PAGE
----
The Bachmann O Scale EMD F7 Diesel AA Set Chesapeake & Ohio models the famous ElectroMotive Division of General Motor's F7 cab type diesel locomotive. The F7 was the fourth model in the EMD " F Series" of diesel locomotives designed for freight service. Between 1949 and 1953 EMD built 2,366 "A" Units and 1,483 "B" Units- a very popular locomotive. The F7 was the perfect replacement for the many steam locomotives railroads were retiring after World War II manufacturing restrictions were lifted. These locomotives served North American railroads for decades as they were reliable and easy to maintain. However, issues in boarding and lack of visibility in reverse operation eventually caused the cab units to be replaced by the more versatile Road Switcher models. ElectroMotive was the only major diesel locomotive manufacturer with no history of building steam, making their plants the most efficeient. Prewar launching of a successful diesel locomotive and wartime restrictions on building diesel locomotives gave EMD a huge head start and as a result EMD dominated diesel locomotive production for many years.
Historical Trivia: ElectroMotive Division built more F7 locomotives than all the other "F" models combined.
Road Name and History:
The Chesapeake & Ohio Railway: The Louisa Railroad was chartered in 1836 to build a railroad into Louisa County, Virginia. By 1850 under the name Virginia Central the railroad reached Charlottesville, VA. Westward expansion was disrupted by the Civil War but the railroad survived and as the Chesapeake & Ohio Railroad was purchased by Collis Huntington in 1869. Conceiving the C&O as a transcontinental extension of Huntington's Southern Pacific Railroad, under his leadership the railroad continued to expand, reaching the Ohio River in 1873. During 1875 the Chesapeake & Ohio Railroad went into receivership and emerged as the Chesapeake & Ohio Railway. In 1888 the C&O reached Cincinnati. Also in that year Huntington lost control of the road. By the turn of the 20th Century Chesapeake & Ohio Railway had become a major coal hauler and a very successful railroad. With financial muscle the C&O continued to grow, purchasing the Pere Marquette Railroad in 1930 and taking control of the Baltimore & Ohio Railroad in 1963. Successful until its end, the C&O merged with Seaboard Coast Line in 1987 to become the mew mega-railroad CSX. Most of C&O's route structure are operating main lines in the CSX system. Two important cities- Newport News, VA (as a seaport for coal) and Huntington, WV (as a major yard with shop facilities) were developed by C&O.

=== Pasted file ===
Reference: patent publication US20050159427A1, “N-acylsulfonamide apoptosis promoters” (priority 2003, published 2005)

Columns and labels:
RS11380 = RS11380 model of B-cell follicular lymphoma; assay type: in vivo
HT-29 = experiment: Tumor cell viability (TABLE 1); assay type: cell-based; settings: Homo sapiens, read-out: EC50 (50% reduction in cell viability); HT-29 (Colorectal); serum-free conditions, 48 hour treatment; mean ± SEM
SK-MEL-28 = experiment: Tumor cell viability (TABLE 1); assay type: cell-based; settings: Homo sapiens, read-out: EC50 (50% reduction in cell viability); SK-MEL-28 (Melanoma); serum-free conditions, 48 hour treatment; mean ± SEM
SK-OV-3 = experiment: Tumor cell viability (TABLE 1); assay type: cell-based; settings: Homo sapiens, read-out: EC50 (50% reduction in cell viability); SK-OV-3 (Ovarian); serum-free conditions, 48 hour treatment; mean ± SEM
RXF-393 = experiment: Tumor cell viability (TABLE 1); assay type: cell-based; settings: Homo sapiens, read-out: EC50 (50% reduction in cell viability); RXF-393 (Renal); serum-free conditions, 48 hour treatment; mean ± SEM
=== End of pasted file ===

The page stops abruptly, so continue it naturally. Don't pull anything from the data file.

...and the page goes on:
Historical Side Note: The Chesapeake & Ohio Passenger Depot in Williamsburg, VA, was levelled to enable reconstruction of historic buildings for the huge Colonial Williamsburg project. The current Amtrak Depot was built as a replacement by the C&O in the 1930s.
Recommended for Ages 14 and Up.
Navigates 0-27 curves.
Length: 27" (Two locomotives) Height: 4"